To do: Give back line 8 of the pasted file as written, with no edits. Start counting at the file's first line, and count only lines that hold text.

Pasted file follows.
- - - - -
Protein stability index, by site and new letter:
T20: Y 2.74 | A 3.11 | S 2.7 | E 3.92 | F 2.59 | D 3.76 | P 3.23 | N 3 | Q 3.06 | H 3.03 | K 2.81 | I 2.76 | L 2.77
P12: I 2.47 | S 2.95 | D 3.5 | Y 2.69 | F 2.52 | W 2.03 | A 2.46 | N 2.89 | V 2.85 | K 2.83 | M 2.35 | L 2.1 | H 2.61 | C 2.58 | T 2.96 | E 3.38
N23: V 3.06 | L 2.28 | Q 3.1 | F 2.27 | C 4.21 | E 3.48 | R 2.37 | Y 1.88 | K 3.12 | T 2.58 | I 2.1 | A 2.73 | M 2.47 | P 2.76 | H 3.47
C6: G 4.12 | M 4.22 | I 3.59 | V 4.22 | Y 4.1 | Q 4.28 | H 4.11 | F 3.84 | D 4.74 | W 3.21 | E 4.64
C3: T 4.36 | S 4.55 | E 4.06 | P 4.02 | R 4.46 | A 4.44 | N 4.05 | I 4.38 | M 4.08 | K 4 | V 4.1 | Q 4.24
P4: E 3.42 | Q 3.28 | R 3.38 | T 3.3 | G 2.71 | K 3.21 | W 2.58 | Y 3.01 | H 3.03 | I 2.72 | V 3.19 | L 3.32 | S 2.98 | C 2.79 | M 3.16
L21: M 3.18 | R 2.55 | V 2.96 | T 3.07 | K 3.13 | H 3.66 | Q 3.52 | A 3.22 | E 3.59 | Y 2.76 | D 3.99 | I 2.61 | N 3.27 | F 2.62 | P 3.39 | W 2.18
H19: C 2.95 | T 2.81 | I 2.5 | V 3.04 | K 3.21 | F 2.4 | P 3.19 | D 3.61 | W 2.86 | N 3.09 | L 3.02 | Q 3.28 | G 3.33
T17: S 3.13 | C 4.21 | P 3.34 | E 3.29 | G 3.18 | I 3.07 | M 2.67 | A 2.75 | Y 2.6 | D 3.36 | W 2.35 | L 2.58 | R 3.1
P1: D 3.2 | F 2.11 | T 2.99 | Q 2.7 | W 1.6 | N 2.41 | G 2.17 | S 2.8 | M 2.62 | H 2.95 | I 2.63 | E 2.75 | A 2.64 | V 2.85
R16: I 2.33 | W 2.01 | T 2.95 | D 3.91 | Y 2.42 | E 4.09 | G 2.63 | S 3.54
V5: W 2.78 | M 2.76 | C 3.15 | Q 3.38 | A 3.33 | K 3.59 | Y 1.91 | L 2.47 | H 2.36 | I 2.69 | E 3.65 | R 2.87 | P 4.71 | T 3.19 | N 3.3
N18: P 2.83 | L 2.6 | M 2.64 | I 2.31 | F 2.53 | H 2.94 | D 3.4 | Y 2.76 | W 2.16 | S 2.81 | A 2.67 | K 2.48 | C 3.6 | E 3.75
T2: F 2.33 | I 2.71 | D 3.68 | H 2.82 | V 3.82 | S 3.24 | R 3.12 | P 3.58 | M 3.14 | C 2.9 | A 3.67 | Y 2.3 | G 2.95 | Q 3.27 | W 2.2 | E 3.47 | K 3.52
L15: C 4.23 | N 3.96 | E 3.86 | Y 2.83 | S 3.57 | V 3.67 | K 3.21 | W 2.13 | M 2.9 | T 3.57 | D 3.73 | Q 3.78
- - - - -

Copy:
L21: M 3.18 | R 2.55 | V 2.96 | T 3.07 | K 3.13 | H 3.66 | Q 3.52 | A 3.22 | E 3.59 | Y 2.76 | D 3.99 | I 2.61 | N 3.27 | F 2.62 | P 3.39 | W 2.18